Wednesday, August 26, 2015

Kindle Unlimited: Hugh Howey, Free Books, and My Compromise

Indie writer and poster child Hugh Howey recently wrote an article about what a "knockout" Amazon has scored with their new Kindle Unlimited subscription program.  I, personally, have mixed feelings, as I know a lot of people do.

For Hugh's post, just click here.

I have ultimately decided to post three of my smaller works on KU as well (which are pretty much free to download if you have a subscription), which I'll show in a minute.

First, this is the gist of the comment I posted on Hugh's blog, which is the argument and compromise I ended up making with myself:

I’m in the same boat as many: I have objections to Amazon becoming the all-powerful dictator of the industry and to exclusivity, but, gee, it’d sure be nice to sell some books, too. Thanks, Hugh, for this article, which has started me thinking.
Points I’m considering:
1. Obviously, I’m against giving all the ebook power to one retailer, no matter how nice their product, or how good their business savvy. I’m also against making my own work only available to their customers and not to others.
2. When the whole “pay per page” thing first came out, my first reaction was, “Amazon’s cheaping out on us again.” And that hasn’t changed in my mind. I assume they’re making a killing and passing the loose coins onto us, the sacrificial writers.
On the other hand:
1. The subscription service buffet is a nice way for readers to experiment on authors and books they might not otherwise give a try.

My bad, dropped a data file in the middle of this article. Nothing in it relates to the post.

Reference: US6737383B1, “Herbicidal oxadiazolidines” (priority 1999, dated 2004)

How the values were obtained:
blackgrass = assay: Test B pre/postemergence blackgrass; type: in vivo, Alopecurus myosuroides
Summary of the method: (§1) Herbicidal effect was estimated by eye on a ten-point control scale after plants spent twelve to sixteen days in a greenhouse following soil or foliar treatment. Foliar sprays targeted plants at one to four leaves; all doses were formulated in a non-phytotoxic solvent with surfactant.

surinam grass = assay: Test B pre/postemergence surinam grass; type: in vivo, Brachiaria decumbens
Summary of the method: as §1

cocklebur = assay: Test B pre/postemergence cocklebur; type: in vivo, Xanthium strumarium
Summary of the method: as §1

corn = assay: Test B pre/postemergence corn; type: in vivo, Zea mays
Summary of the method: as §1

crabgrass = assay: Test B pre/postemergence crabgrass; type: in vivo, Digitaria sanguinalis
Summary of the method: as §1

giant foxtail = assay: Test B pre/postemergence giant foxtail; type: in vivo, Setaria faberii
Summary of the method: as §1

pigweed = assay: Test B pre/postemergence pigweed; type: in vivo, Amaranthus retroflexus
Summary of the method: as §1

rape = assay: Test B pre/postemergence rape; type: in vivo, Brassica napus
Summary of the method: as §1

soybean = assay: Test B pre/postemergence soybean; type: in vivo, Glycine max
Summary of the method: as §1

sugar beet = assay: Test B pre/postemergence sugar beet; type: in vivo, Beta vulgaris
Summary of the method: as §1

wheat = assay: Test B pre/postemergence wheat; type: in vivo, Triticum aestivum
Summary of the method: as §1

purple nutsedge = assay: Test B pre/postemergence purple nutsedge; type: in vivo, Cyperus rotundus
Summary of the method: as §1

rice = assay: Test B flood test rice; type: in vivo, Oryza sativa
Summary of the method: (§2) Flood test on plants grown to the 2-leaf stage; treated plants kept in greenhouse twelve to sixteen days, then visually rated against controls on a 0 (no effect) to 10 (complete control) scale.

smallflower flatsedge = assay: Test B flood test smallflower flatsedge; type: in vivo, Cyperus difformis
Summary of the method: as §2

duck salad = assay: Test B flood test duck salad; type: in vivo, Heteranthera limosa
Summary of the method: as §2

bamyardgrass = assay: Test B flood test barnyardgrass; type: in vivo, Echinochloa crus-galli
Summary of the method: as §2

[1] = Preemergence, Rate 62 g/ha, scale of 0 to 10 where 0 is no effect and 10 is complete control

2. Some books just don’t seem to sell well, no matter how many retailers we have them on, most notably the shorter works. And, yes, Amazon sells more than all the others combined. Only one month did I sell more on B&N than on Amazon.
So between my conscience, my feeble sense of business, and my need to reach more readers, here’s the compromise I’ve come up with while reading this article and everyone's comments:
I think I’ll pull some of my shorter books that don’t sell well anyway, throw them up exclusively on KU for a little while, and see how they do. The shorter page counts won’t yield much raw income, but maybe they’ll serve as “free samples” that will drive readers toward my full-length books, which they can purchase for a full-book price rather than fractional cents per page. And I’ll leave these primary books non-exclusive (which do sell, at least a little, with other retailers) so I’m not cutting out non-Amazon customers and I’m not willingly handing one company the fate of the universe.
A good compromise for me, and a fun experiment to see how things change.
For those who don't know, the KU program is great for readers, but not necessarily for writers.  We often end up getting far less in royalties than we would have had the reader purchased the ebook normally, and we get paid per page read, not for the book itself.  (What kind of Big Brother shit is involved in tracking how many pages you read, I don't know...)
But, because of the reasons I outlined above, I'm going to give this a try.  So what books have a sacrificed for this experimental cause?  My three shortest ebooks, and I'm considering posting a couple more novelettes in the superhero vein in the not-too-distant future.

Click here to find their homes on Amazon:

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